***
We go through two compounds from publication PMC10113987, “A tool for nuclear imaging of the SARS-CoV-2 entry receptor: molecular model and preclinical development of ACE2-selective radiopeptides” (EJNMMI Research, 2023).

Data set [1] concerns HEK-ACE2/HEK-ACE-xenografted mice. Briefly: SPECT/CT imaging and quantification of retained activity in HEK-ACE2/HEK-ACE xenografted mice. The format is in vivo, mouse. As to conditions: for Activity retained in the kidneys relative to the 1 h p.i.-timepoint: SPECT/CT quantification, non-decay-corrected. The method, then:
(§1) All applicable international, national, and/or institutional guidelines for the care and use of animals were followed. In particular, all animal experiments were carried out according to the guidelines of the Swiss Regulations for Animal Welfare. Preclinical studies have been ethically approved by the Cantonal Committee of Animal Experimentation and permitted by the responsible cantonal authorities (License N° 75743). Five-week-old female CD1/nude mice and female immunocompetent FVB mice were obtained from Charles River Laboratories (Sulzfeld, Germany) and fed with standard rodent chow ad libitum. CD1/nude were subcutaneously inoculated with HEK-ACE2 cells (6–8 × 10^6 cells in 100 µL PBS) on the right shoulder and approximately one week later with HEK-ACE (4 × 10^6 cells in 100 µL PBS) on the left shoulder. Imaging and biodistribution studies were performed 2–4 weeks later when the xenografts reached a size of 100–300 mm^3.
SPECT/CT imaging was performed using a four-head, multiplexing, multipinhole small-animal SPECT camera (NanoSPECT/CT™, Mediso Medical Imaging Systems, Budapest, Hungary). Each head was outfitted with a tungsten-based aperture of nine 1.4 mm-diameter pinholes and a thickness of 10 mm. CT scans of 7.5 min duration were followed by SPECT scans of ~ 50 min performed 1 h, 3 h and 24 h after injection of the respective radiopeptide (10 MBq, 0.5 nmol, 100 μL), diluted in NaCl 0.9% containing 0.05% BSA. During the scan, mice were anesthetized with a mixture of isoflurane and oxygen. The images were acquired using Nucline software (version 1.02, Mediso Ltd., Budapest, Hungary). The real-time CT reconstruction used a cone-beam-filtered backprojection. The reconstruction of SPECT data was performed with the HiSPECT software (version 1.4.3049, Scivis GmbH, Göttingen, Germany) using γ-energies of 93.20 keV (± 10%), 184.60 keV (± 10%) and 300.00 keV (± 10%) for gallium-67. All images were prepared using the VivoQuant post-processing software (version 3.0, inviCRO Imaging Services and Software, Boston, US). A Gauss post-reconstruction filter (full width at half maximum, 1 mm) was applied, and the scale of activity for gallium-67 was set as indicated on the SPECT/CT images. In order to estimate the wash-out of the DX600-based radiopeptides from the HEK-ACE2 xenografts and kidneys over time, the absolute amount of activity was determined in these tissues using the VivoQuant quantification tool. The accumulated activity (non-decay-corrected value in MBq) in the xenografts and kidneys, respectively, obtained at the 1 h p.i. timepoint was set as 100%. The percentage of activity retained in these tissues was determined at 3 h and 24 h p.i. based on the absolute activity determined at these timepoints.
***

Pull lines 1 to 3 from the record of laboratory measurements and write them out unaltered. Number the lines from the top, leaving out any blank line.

We go through two compounds from publication PMC10113987, “A tool for nuclear imaging of the SARS-CoV-2 entry receptor: molecular model and preclinical development of ACE2-selective radiopeptides” (EJNMMI Research, 2023).

Data set [1] concerns HEK-ACE2/HEK-ACE-xenografted mice. Briefly: SPECT/CT imaging and quantification of retained activity in HEK-ACE2/HEK-ACE xenografted mice. The format is in vivo, mouse. As to conditions: for Activity retained in the kidneys relative to the 1 h p.i.-timepoint: SPECT/CT quantification, non-decay-corrected. The method, then:
(§1) All applicable international, national, and/or institutional guidelines for the care and use of animals were followed. In particular, all animal experiments were carried out according to the guidelines of the Swiss Regulations for Animal Welfare. Preclinical studies have been ethically approved by the Cantonal Committee of Animal Experimentation and permitted by the responsible cantonal authorities (License N° 75743). Five-week-old female CD1/nude mice and female immunocompetent FVB mice were obtained from Charles River Laboratories (Sulzfeld, Germany) and fed with standard rodent chow ad libitum. CD1/nude were subcutaneously inoculated with HEK-ACE2 cells (6–8 × 10^6 cells in 100 µL PBS) on the right shoulder and approximately one week later with HEK-ACE (4 × 10^6 cells in 100 µL PBS) on the left shoulder. Imaging and biodistribution studies were performed 2–4 weeks later when the xenografts reached a size of 100–300 mm^3.